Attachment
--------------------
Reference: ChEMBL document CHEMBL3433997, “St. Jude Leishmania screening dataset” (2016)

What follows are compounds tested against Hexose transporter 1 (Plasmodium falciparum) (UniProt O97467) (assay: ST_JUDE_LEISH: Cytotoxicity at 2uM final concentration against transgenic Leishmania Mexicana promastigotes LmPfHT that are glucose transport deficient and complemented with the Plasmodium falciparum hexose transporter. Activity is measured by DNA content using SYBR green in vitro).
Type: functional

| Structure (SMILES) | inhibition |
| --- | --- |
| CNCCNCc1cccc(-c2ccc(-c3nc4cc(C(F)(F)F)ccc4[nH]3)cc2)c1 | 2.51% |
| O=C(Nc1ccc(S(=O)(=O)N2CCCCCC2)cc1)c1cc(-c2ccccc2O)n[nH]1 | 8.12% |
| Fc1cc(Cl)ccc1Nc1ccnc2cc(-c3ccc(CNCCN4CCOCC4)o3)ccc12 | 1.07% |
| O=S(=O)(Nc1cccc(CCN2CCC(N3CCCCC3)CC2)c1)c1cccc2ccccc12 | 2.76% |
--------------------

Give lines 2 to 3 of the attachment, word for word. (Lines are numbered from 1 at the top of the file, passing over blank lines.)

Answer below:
What follows are compounds tested against Hexose transporter 1 (Plasmodium falciparum) (UniProt O97467) (assay: ST_JUDE_LEISH: Cytotoxicity at 2uM final concentration against transgenic Leishmania Mexicana promastigotes LmPfHT that are glucose transport deficient and complemented with the Plasmodium falciparum hexose transporter. Activity is measured by DNA content using SYBR green in vitro).
Type: functional